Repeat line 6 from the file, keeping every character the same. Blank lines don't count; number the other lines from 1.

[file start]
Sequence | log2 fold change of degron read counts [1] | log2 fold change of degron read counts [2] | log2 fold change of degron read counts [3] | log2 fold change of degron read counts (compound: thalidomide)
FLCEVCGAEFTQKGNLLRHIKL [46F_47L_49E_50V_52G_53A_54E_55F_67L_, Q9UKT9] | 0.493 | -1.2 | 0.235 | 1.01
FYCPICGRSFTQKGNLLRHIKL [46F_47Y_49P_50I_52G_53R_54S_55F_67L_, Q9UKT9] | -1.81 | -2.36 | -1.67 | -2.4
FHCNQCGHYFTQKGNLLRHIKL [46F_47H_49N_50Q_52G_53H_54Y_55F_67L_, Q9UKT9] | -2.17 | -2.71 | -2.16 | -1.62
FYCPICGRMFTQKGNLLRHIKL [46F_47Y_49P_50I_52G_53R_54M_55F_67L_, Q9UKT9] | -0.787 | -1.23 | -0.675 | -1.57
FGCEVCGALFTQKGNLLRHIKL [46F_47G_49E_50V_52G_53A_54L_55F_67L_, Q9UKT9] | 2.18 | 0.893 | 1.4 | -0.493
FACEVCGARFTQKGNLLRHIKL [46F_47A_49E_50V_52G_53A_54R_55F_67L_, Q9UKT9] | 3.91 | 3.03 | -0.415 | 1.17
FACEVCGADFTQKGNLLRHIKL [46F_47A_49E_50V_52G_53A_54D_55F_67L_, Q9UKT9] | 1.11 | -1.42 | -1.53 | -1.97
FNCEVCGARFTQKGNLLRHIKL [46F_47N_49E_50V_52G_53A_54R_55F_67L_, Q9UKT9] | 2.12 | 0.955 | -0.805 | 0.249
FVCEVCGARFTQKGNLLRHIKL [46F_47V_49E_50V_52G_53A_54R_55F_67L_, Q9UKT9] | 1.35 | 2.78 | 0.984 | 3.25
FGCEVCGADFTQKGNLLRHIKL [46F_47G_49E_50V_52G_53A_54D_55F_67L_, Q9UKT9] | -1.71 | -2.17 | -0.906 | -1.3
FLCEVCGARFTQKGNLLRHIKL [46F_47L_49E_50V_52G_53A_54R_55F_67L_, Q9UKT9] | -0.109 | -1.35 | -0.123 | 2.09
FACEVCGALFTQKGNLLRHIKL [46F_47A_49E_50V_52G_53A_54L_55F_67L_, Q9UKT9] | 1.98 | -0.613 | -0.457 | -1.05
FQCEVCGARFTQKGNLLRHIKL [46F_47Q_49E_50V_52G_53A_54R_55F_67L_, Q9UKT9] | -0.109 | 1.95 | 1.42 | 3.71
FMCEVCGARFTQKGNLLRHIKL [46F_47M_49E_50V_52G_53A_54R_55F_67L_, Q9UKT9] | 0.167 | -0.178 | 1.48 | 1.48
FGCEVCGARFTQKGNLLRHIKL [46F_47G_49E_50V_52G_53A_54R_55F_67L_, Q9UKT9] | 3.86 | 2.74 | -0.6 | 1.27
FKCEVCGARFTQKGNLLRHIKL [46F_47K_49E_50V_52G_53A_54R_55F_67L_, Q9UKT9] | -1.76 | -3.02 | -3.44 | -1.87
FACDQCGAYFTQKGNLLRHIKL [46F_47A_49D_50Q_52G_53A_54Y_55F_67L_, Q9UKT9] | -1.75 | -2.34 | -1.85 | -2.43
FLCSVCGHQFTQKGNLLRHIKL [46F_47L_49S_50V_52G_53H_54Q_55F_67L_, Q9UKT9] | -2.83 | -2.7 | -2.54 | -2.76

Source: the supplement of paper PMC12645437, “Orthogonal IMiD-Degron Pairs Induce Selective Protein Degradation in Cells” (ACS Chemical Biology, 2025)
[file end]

FGCEVCGALFTQKGNLLRHIKL [46F_47G_49E_50V_52G_53A_54L_55F_67L_, Q9UKT9] | 2.18 | 0.893 | 1.4 | -0.493